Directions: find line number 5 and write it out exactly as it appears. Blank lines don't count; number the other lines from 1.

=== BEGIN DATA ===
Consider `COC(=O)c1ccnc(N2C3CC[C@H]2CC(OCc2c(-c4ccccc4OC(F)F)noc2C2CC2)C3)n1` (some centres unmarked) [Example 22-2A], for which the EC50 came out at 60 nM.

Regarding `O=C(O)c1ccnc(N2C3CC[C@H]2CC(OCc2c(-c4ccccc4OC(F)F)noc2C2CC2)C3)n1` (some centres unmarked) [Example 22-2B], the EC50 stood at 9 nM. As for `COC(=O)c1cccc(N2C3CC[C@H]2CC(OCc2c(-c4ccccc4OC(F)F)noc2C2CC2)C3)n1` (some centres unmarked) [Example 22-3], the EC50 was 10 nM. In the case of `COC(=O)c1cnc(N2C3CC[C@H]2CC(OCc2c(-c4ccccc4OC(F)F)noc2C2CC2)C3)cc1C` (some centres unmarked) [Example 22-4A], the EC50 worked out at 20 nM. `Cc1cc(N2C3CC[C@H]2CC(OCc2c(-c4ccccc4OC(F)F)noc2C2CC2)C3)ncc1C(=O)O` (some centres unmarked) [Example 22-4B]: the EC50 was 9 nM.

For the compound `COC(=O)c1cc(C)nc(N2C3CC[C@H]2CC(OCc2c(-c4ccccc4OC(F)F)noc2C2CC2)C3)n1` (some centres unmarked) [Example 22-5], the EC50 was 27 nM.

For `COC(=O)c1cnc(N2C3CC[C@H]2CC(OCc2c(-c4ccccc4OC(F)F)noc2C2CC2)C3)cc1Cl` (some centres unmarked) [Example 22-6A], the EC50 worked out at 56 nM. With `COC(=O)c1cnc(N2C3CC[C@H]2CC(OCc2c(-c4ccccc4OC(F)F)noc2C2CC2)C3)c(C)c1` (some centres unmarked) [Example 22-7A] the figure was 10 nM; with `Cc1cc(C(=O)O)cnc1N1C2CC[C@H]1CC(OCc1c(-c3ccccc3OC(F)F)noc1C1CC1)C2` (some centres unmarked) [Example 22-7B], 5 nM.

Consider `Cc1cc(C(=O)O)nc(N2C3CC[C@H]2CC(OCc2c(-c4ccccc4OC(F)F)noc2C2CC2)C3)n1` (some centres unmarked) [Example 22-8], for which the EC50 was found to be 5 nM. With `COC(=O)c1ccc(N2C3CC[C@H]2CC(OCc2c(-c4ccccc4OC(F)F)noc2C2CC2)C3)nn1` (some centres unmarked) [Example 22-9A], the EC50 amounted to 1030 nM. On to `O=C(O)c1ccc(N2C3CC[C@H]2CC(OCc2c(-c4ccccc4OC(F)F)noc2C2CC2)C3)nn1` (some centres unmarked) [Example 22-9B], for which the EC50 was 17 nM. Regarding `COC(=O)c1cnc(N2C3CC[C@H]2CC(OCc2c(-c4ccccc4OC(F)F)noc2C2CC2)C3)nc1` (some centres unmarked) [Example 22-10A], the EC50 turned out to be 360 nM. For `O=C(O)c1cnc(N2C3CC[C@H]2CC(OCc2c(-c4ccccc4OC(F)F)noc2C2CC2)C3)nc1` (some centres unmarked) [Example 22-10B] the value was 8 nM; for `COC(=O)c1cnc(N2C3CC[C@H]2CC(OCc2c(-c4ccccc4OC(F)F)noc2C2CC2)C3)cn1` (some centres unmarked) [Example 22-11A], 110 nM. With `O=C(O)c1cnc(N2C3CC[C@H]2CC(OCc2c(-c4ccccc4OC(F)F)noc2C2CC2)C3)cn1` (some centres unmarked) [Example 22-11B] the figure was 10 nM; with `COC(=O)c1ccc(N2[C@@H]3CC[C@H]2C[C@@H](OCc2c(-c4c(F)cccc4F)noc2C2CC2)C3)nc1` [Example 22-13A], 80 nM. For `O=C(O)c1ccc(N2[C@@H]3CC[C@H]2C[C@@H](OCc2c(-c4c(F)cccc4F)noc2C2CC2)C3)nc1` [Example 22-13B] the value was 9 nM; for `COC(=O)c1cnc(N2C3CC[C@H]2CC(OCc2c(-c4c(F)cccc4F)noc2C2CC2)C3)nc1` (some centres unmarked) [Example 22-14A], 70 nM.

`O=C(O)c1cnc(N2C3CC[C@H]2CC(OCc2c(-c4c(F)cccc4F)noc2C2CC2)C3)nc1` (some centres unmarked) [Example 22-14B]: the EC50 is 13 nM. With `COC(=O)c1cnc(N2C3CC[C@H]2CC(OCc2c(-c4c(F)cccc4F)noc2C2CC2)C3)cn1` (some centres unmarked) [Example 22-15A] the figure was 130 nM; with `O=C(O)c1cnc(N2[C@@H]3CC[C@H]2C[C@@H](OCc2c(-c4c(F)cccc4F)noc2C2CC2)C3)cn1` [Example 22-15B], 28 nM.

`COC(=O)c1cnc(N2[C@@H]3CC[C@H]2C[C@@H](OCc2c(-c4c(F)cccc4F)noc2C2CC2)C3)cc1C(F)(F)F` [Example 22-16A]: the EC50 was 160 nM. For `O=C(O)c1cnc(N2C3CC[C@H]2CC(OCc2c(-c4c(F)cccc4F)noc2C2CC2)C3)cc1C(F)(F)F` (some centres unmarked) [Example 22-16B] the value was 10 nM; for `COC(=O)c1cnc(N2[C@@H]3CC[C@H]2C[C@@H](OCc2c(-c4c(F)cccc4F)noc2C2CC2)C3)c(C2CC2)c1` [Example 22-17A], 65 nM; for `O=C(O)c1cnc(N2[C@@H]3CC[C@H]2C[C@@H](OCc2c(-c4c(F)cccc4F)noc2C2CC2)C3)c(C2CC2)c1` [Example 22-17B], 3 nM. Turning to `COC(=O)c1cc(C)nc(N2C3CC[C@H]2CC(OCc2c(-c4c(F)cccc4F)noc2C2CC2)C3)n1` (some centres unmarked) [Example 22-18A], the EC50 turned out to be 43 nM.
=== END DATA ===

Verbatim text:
Consider `Cc1cc(C(=O)O)nc(N2C3CC[C@H]2CC(OCc2c(-c4ccccc4OC(F)F)noc2C2CC2)C3)n1` (some centres unmarked) [Example 22-8], for which the EC50 was found to be 5 nM. With `COC(=O)c1ccc(N2C3CC[C@H]2CC(OCc2c(-c4ccccc4OC(F)F)noc2C2CC2)C3)nn1` (some centres unmarked) [Example 22-9A], the EC50 amounted to 1030 nM. On to `O=C(O)c1ccc(N2C3CC[C@H]2CC(OCc2c(-c4ccccc4OC(F)F)noc2C2CC2)C3)nn1` (some centres unmarked) [Example 22-9B], for which the EC50 was 17 nM. Regarding `COC(=O)c1cnc(N2C3CC[C@H]2CC(OCc2c(-c4ccccc4OC(F)F)noc2C2CC2)C3)nc1` (some centres unmarked) [Example 22-10A], the EC50 turned out to be 360 nM. For `O=C(O)c1cnc(N2C3CC[C@H]2CC(OCc2c(-c4ccccc4OC(F)F)noc2C2CC2)C3)nc1` (some centres unmarked) [Example 22-10B] the value was 8 nM; for `COC(=O)c1cnc(N2C3CC[C@H]2CC(OCc2c(-c4ccccc4OC(F)F)noc2C2CC2)C3)cn1` (some centres unmarked) [Example 22-11A], 110 nM. With `O=C(O)c1cnc(N2C3CC[C@H]2CC(OCc2c(-c4ccccc4OC(F)F)noc2C2CC2)C3)cn1` (some centres unmarked) [Example 22-11B] the figure was 10 nM; with `COC(=O)c1ccc(N2[C@@H]3CC[C@H]2C[C@@H](OCc2c(-c4c(F)cccc4F)noc2C2CC2)C3)nc1` [Example 22-13A], 80 nM. For `O=C(O)c1ccc(N2[C@@H]3CC[C@H]2C[C@@H](OCc2c(-c4c(F)cccc4F)noc2C2CC2)C3)nc1` [Example 22-13B] the value was 9 nM; for `COC(=O)c1cnc(N2C3CC[C@H]2CC(OCc2c(-c4c(F)cccc4F)noc2C2CC2)C3)nc1` (some centres unmarked) [Example 22-14A], 70 nM.